In Melaka, the 20-something Aunty Lee Restaurant is something of an institution, its popularity marked by teeming crowds, queues over the weekends and frequent citations in travel guides and food blogs as the place to go for Nyonya food.
Aunty Lee herself passed away a few years ago, but before her death, she sold her business (and recipes) to a group of friends who have a strong passion for Nyonya food. The friends have preserved Aunty Lee’s culinary legacy, adding modernisation efforts in keeping with the times.
“Aunty Lee used to cook with feeling and gut instinct. She would just say, ‘Secubit gula, segantang garam’ but now we’ve standardised everything. Everything is measured and weighed, so that it is consistent,” says Jackson Tan, one of the owners.
Tan is the man behind Aunty Lee’s Kuala Lumpur outlet, which opened slightly over a year ago – the first outside its hometown. Prior to helming Aunty Lee, Tan ran another Nyonya restaurant, so his understanding of the cuisine is deeply entrenched.
According to him, barring a couple of ringgit in price difference for each dish (the rent in KL is three times that of the outlet in Melaka!), there is virtually no difference between the Aunty Lee in Melaka and KL.
“Everything is the same. I go back and forth between KL and Melaka to bring back authentic ingredients, like gula Melaka, sago and asam jawa. And our central kitchen in Melaka makes all the sauces. All our rempah is made from scratch and is authentic, because Aunty Lee started out as a rempah-maker,” says Tan.
To begin a meal at Aunty Lee, try the Pie Tee (RM37), a familiar favourite made up of crispy top hats served with braised julienned turnip and homemade chilli sauce. The top hats are lovely and crunchy, but the real scene-stealer is the homemade chilli sauce, which is fresh and spicy with herbaceous undertones.
Next up, try the ayam buah keluak (RM36 for a small portion). Aunty Lee is one of very few restaurants to offer this traditional dish that is incredibly laborious to make.
“Ayam buah keluak is difficult to find in KL. This buah keluak contains mild cyanide, so you must know how to prepare it so it doesn’t hurt your stomach. It’s a traditional skill, we have to cover it in ash for a few months then take it out and soak it in running water. We change the water every day, so the toxin will be washed away. After that, we have to dig out the fermented nut inside, cut it, then blend it and mix with chicken and prawns – it’s a lot of work. They call it the Oriental truffle, because it has a unique taste – you either like it or you don’t,” says Tan.
If you’ve never tried buah keluak before, you’re in for a bit of a treat. The fermented mixture has an earthy, buttery taste that lingers pleasantly on the palate and is unlike anything you are likely to have eaten before. It’s an exotic, euphoric mouthful that will leave a lasting impression.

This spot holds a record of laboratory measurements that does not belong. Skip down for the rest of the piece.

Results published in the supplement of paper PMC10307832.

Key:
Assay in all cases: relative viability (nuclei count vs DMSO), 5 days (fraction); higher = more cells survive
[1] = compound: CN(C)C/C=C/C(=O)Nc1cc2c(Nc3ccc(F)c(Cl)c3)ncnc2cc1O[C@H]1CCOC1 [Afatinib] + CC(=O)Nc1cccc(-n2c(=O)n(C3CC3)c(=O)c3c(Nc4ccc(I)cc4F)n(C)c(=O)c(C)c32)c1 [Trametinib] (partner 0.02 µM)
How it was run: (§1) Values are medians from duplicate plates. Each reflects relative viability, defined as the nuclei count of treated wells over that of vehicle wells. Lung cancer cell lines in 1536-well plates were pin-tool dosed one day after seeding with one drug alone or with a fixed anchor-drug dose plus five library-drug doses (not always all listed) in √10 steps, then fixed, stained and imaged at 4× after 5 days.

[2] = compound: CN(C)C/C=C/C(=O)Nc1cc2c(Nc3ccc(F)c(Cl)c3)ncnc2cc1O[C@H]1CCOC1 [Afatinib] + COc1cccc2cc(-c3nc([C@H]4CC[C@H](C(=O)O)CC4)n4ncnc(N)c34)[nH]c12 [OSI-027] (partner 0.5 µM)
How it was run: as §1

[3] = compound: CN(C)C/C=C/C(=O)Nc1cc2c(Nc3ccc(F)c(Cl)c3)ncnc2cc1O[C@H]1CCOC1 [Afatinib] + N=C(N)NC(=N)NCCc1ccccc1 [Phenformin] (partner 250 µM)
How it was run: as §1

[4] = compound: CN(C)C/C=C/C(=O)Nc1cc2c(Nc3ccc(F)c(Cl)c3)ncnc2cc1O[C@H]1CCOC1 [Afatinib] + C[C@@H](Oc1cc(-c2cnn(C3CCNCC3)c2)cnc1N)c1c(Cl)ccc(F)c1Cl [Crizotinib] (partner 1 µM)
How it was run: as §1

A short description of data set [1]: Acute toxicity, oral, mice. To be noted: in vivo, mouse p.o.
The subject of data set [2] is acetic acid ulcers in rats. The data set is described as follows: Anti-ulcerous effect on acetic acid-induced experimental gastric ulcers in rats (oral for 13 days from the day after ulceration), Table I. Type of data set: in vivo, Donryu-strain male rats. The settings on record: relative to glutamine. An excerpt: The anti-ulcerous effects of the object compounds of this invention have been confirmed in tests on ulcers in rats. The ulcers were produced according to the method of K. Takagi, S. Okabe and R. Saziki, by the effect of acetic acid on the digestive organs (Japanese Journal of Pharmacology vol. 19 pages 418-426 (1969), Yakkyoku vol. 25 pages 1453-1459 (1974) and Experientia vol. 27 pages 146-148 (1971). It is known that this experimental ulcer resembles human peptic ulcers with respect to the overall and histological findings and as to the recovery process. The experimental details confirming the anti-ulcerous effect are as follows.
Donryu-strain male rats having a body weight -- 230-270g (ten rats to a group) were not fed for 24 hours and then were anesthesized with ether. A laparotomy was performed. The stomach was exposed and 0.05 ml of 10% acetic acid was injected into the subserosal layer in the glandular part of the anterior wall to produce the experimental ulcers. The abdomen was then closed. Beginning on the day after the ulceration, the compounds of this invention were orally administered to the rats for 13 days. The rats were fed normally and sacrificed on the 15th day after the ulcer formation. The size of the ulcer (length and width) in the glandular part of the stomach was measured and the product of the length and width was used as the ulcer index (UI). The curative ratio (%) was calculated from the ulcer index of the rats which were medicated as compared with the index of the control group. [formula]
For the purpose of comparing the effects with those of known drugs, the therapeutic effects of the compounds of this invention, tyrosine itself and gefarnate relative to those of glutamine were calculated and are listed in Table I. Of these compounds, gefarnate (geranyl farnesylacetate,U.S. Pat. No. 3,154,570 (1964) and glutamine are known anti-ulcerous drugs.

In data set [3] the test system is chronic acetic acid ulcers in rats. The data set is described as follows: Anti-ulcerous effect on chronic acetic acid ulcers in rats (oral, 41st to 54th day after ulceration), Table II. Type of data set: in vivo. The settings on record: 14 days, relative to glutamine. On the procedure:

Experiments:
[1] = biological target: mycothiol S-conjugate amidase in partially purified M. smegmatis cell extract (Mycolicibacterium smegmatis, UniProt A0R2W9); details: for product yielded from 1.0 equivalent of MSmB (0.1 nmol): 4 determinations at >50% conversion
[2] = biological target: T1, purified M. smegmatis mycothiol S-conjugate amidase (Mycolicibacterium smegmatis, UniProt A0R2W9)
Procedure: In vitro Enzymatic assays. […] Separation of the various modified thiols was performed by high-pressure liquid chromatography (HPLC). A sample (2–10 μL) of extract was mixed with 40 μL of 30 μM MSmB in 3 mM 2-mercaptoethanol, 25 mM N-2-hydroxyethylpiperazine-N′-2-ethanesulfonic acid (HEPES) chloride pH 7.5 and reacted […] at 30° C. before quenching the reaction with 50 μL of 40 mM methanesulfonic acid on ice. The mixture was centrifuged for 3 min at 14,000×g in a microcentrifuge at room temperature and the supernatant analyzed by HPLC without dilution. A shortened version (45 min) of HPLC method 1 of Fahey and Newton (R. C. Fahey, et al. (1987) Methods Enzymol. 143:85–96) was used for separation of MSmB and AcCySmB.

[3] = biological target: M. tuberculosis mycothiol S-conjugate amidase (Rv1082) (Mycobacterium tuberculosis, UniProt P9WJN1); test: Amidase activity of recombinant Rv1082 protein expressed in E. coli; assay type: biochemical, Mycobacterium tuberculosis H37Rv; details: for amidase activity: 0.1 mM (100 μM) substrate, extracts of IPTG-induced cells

The sambal petai squid (RM30 for a small portion) has copious amounts of squid against the backdrop of shrimp paste, dried chillies, onions, candlenuts and lots of stink beans in what proves to be an immensely satisfying marriage of flavours. The flavour balancing here has been carefully calibrated, with the tender squid and pungent petai amiably co-existing alongside the other cast of characters.
Then there is the lemak nenas (market price) which features a whole fish in a rich, pineapple curry sauce thickened with coconut milk. This curry delivers pure pleasure on every count – it is thick, suitably spicy and has a natural sweetness from the pineapples in the amalgamation.
On the vegetable front, try the bendi ulam (RM18 for a small portion) which features blanched okra topped with a combination of shallots, chillies, lime juice, sugar and pounded dried shrimp. As Tan and his team are focused on quality, they actually check every single okra to ensure that diners do not get old ones, which can be tough and fibrous. “We guarantee 100% that each one is young okra,” he says.
The okra itself is sublime – tender and pliant but not stringy or slimy – while the ulam slathered on top is fresh and spicy but not overpowering. You’ll find yourself thinking about this simple dish long after the meal is over.
Aunty Lee also offers a series of omelettes, the most interesting of which is omelette cincalok (RM19 for a small portion) which features the house-made cincalok. The omelette is perfectly executed and is crispy on the outside and yielding in the middle. The only blot in this tableau is the cincalok which is so muted, its presence can barely be discerned at all.
End your meal with Aunty Lee’s cendol (RM7.50), which is a very good rendition of the dessert, buoyed by the syrupy, caramel undertones of gula Melaka.
Although Tan admits that he has had a harder time in KL than he thought he would, he is determined to press ahead and make Aunty Lee a success.
“It’s a lot about education. Sometimes, when some people come to the restaurant, they don’t want to listen to us – a lot of people don’t know that ulam, kerabu and acar are cold dishes, so when people come here and eat, they say, ‘Argh, why so cold?’ When I explain, some of them still can’t take it,” he says.
Still, Tan thinks there is room for more Aunty Lees’ in the city. “When this outlet is more stable, we are looking for a suitable place to open another one,” he says.
RESTAURANT AUNTY LEE
E-G-10, Plaza Arkadia
52200 Kuala Lumpur
Tel: 03-6411 2812
Open daily: 11.30am to 3pm; 6pm to 10pm (closed every 1st and 3rd Monday of the month)
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